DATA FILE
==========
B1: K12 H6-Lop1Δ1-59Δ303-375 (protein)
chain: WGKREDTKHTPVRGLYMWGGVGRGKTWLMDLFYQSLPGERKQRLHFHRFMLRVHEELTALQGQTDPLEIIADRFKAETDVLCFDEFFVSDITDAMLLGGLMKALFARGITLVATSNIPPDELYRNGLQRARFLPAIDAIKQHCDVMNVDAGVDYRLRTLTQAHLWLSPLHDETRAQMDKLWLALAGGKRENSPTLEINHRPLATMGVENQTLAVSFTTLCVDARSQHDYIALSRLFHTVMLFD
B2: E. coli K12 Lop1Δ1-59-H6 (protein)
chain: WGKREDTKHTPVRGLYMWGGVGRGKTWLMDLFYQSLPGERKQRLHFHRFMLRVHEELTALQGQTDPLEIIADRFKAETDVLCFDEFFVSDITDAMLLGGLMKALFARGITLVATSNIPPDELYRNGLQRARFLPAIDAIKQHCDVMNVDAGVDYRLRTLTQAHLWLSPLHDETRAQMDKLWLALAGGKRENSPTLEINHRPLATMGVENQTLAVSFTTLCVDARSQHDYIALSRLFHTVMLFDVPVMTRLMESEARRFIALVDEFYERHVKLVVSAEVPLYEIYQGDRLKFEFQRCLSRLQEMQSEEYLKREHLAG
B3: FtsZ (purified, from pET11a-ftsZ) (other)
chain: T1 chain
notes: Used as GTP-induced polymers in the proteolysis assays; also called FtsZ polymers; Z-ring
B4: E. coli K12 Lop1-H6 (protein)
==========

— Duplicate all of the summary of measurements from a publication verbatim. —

B1: K12 H6-Lop1Δ1-59Δ303-375 (protein)
chain: WGKREDTKHTPVRGLYMWGGVGRGKTWLMDLFYQSLPGERKQRLHFHRFMLRVHEELTALQGQTDPLEIIADRFKAETDVLCFDEFFVSDITDAMLLGGLMKALFARGITLVATSNIPPDELYRNGLQRARFLPAIDAIKQHCDVMNVDAGVDYRLRTLTQAHLWLSPLHDETRAQMDKLWLALAGGKRENSPTLEINHRPLATMGVENQTLAVSFTTLCVDARSQHDYIALSRLFHTVMLFD
B2: E. coli K12 Lop1Δ1-59-H6 (protein)
chain: WGKREDTKHTPVRGLYMWGGVGRGKTWLMDLFYQSLPGERKQRLHFHRFMLRVHEELTALQGQTDPLEIIADRFKAETDVLCFDEFFVSDITDAMLLGGLMKALFARGITLVATSNIPPDELYRNGLQRARFLPAIDAIKQHCDVMNVDAGVDYRLRTLTQAHLWLSPLHDETRAQMDKLWLALAGGKRENSPTLEINHRPLATMGVENQTLAVSFTTLCVDARSQHDYIALSRLFHTVMLFDVPVMTRLMESEARRFIALVDEFYERHVKLVVSAEVPLYEIYQGDRLKFEFQRCLSRLQEMQSEEYLKREHLAG
B3: FtsZ (purified, from pET11a-ftsZ) (other)
chain: T1 chain
notes: Used as GTP-induced polymers in the proteolysis assays; also called FtsZ polymers; Z-ring
B4: E. coli K12 Lop1-H6 (protein)